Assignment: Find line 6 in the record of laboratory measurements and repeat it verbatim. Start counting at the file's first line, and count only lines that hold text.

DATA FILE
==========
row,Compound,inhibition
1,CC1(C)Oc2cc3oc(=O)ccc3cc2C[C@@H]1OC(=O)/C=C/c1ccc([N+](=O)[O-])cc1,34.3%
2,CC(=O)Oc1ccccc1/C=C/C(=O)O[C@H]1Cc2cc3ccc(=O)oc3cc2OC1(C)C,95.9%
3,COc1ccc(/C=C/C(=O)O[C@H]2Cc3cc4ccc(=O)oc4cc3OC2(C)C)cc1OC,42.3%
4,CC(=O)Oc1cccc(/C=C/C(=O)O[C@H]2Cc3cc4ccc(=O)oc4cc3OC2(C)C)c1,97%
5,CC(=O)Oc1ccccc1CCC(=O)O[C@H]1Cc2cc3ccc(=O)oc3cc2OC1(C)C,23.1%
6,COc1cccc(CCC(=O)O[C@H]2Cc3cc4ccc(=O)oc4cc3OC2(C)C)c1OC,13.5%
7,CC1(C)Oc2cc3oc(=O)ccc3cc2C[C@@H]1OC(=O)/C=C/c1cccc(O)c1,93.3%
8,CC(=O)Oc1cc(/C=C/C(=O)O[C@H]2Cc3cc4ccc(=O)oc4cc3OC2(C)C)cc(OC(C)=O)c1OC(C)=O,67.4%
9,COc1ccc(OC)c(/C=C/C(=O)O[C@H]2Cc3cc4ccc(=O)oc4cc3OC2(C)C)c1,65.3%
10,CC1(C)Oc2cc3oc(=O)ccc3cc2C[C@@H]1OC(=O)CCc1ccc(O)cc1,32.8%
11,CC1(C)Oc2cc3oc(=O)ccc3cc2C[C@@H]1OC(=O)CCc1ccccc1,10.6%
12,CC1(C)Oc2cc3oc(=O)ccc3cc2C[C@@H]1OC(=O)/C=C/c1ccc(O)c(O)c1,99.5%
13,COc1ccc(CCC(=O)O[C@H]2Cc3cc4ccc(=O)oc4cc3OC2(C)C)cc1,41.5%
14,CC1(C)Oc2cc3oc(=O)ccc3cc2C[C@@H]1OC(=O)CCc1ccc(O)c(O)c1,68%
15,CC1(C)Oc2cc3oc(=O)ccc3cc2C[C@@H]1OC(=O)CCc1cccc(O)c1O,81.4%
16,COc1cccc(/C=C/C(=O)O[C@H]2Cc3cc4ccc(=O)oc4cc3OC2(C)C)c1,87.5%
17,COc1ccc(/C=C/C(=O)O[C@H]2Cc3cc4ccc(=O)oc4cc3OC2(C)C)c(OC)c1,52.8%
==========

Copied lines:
5,CC(=O)Oc1ccccc1CCC(=O)O[C@H]1Cc2cc3ccc(=O)oc3cc2OC1(C)C,23.1%